The equipment being developed in Neuhausen near Pforzheim, Baden-Württemberg, will go on to be part of modern production processes. LHMT GmbH develops special equipment in the area of CNC and automation technology as well as robotic automation and image processing for the semi-conductor industry. The name LHMT GmbH stands for Leiterplatten-Handling und Manufacturing Technologies, or “printed-circuit board handling and manufacturing technologies” in English. The company was founded in 2002 and is part of the Schmoll Maschinen Group, which manufactures systems for mass production of electronics and microprocessing.
Before a finished printed-circuit board can be installed, it must undergo a number of process steps. From wet-chemical processes like copper scoring to drilling and exposure, the blank must go through a great deal before it lands in an LHMT machine. LHMT handing equipment is used for loading and unloading during the individual production processes. In the scoring machines, the individual units – the entire printed-circuit boards – receive their break joints at the very end of the production process. These joints make it possible to separate individual printed-circuit boards later on. This is an important process because this cutting step provides the printed-circuit board with the layout required for later use. “The workpieces are becoming increasingly delicate and sensitive, and for that reason we use a fully-automated process for this step,” explains Knut Handte, Head of Engineering at LHMT GmbH. This means that the printed-circuit board blanks that are supplied in slanted cassettes or goods carriers are automatically removed by a handling device via a 6-axis robot, pin mountings are measured by a CCD camera (charge coupled device), and then the blanks are transferred to the scoring machine.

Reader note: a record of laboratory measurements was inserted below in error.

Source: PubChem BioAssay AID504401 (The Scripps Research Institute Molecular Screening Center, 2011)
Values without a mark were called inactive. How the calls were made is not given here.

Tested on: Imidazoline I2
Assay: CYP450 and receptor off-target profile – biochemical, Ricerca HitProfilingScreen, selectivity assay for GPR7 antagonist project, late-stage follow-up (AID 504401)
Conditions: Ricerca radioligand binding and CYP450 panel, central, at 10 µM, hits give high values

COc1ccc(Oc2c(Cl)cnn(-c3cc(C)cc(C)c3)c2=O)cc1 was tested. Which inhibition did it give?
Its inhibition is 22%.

A Sensitive Workpiece
“It may sound simple, but this process is actually quite challenging because of the wide variety of printed-circuit boards on the market,” Handte explains. Whereas smartphones contain extremely thin, lightweight printed-circuit boards, servers require thicker, more solid versions with a lot of copper. What they all have in common is the extremely sensitive surface that must not be marked or scratched in any way. “For this reason, the equipment mainly grips the PCBs on the outside edges using vacuum, of course,” continues the Head of Engineering. The gripper must be able to work with different formats as well as with pre-existing reference bores. The scoring machine uses these reference bores for alignment so that it can ensure exact results every time. Moreover, the gripper does not have much space: the complexity of the printed-circuit boards is always increasing along with the growing demand for offering ever-greater functions on ever-smaller surfaces. “Furthermore, we have to keep in mind that different printed-circuit boards will be processed using our equipment – the process steps and the handling system have to be correspondingly universal and flexible. This is the only way to avoid lengthy set-up times,” adds Handte.